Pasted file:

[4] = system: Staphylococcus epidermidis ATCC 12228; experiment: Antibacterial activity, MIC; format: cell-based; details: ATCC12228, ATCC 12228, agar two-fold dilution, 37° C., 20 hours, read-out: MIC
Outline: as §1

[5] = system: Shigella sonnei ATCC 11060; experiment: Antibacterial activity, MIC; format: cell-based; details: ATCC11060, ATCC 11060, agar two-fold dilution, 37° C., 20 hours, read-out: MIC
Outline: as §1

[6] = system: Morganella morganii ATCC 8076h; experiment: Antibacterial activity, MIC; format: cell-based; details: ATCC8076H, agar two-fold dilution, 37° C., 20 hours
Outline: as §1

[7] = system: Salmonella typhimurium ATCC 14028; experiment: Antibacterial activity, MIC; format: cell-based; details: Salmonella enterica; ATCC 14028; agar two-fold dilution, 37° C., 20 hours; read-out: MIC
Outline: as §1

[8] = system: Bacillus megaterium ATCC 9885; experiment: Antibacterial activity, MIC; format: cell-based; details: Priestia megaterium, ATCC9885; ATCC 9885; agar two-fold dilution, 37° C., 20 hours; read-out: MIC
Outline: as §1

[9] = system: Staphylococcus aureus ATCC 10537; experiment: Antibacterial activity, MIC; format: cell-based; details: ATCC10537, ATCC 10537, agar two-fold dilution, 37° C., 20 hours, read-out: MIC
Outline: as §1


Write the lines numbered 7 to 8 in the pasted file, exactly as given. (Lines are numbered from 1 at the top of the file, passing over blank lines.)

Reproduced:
[7] = system: Salmonella typhimurium ATCC 14028; experiment: Antibacterial activity, MIC; format: cell-based; details: Salmonella enterica; ATCC 14028; agar two-fold dilution, 37° C., 20 hours; read-out: MIC
Outline: as §1